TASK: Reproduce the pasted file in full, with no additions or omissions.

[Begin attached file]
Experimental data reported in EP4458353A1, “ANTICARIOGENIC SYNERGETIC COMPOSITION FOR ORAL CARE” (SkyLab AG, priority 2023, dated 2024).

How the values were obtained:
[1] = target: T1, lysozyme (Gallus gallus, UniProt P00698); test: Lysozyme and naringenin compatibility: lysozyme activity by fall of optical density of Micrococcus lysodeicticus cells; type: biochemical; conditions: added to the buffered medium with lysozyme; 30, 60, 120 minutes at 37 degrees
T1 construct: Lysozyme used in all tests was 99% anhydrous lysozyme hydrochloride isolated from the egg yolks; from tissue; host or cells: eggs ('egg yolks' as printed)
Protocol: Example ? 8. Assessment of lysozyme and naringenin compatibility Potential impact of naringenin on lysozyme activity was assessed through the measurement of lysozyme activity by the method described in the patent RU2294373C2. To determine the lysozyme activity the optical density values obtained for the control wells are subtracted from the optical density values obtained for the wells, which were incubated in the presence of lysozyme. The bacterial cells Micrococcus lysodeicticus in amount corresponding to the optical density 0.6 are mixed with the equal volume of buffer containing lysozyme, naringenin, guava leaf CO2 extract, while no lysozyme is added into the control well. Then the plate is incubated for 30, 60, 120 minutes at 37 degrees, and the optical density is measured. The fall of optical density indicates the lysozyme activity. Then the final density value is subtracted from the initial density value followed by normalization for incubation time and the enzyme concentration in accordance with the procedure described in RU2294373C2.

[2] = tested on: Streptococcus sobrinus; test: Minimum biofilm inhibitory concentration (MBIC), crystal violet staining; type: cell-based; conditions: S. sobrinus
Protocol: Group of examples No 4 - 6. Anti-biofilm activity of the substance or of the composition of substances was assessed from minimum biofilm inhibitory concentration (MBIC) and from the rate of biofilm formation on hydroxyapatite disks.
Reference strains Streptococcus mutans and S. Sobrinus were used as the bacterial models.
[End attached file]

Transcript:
Experimental data reported in EP4458353A1, “ANTICARIOGENIC SYNERGETIC COMPOSITION FOR ORAL CARE” (SkyLab AG, priority 2023, dated 2024).

How the values were obtained:
[1] = target: T1, lysozyme (Gallus gallus, UniProt P00698); test: Lysozyme and naringenin compatibility: lysozyme activity by fall of optical density of Micrococcus lysodeicticus cells; type: biochemical; conditions: added to the buffered medium with lysozyme; 30, 60, 120 minutes at 37 degrees
T1 construct: Lysozyme used in all tests was 99% anhydrous lysozyme hydrochloride isolated from the egg yolks; from tissue; host or cells: eggs ('egg yolks' as printed)
Protocol: Example ? 8. Assessment of lysozyme and naringenin compatibility Potential impact of naringenin on lysozyme activity was assessed through the measurement of lysozyme activity by the method described in the patent RU2294373C2. To determine the lysozyme activity the optical density values obtained for the control wells are subtracted from the optical density values obtained for the wells, which were incubated in the presence of lysozyme. The bacterial cells Micrococcus lysodeicticus in amount corresponding to the optical density 0.6 are mixed with the equal volume of buffer containing lysozyme, naringenin, guava leaf CO2 extract, while no lysozyme is added into the control well. Then the plate is incubated for 30, 60, 120 minutes at 37 degrees, and the optical density is measured. The fall of optical density indicates the lysozyme activity. Then the final density value is subtracted from the initial density value followed by normalization for incubation time and the enzyme concentration in accordance with the procedure described in RU2294373C2.

[2] = tested on: Streptococcus sobrinus; test: Minimum biofilm inhibitory concentration (MBIC), crystal violet staining; type: cell-based; conditions: S. sobrinus
Protocol: Group of examples No 4 - 6. Anti-biofilm activity of the substance or of the composition of substances was assessed from minimum biofilm inhibitory concentration (MBIC) and from the rate of biofilm formation on hydroxyapatite disks.
Reference strains Streptococcus mutans and S. Sobrinus were used as the bacterial models.